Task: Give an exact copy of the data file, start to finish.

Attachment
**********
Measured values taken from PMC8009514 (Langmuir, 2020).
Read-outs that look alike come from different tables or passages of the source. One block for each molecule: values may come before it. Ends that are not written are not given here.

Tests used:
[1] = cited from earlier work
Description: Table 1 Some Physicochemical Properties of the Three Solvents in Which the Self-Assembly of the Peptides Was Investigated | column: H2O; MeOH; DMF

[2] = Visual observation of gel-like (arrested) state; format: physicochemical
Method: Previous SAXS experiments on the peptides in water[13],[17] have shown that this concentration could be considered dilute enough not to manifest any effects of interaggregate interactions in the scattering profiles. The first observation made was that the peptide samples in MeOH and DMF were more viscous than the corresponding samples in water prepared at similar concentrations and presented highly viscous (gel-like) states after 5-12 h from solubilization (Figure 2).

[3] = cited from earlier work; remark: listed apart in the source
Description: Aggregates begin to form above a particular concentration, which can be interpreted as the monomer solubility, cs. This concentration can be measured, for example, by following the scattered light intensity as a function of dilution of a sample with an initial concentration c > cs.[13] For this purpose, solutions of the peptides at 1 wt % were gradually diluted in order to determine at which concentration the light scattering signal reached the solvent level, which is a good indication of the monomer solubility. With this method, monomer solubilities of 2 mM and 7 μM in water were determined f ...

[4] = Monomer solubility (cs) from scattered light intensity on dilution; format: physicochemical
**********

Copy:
Measured values taken from PMC8009514 (Langmuir, 2020).
Read-outs that look alike come from different tables or passages of the source. One block for each molecule: values may come before it. Ends that are not written are not given here.

Tests used:
[1] = cited from earlier work
Description: Table 1 Some Physicochemical Properties of the Three Solvents in Which the Self-Assembly of the Peptides Was Investigated | column: H2O; MeOH; DMF

[2] = Visual observation of gel-like (arrested) state; format: physicochemical
Method: Previous SAXS experiments on the peptides in water[13],[17] have shown that this concentration could be considered dilute enough not to manifest any effects of interaggregate interactions in the scattering profiles. The first observation made was that the peptide samples in MeOH and DMF were more viscous than the corresponding samples in water prepared at similar concentrations and presented highly viscous (gel-like) states after 5-12 h from solubilization (Figure 2).

[3] = cited from earlier work; remark: listed apart in the source
Description: Aggregates begin to form above a particular concentration, which can be interpreted as the monomer solubility, cs. This concentration can be measured, for example, by following the scattered light intensity as a function of dilution of a sample with an initial concentration c > cs.[13] For this purpose, solutions of the peptides at 1 wt % were gradually diluted in order to determine at which concentration the light scattering signal reached the solvent level, which is a good indication of the monomer solubility. With this method, monomer solubilities of 2 mM and 7 μM in water were determined f ...

[4] = Monomer solubility (cs) from scattered light intensity on dilution; format: physicochemical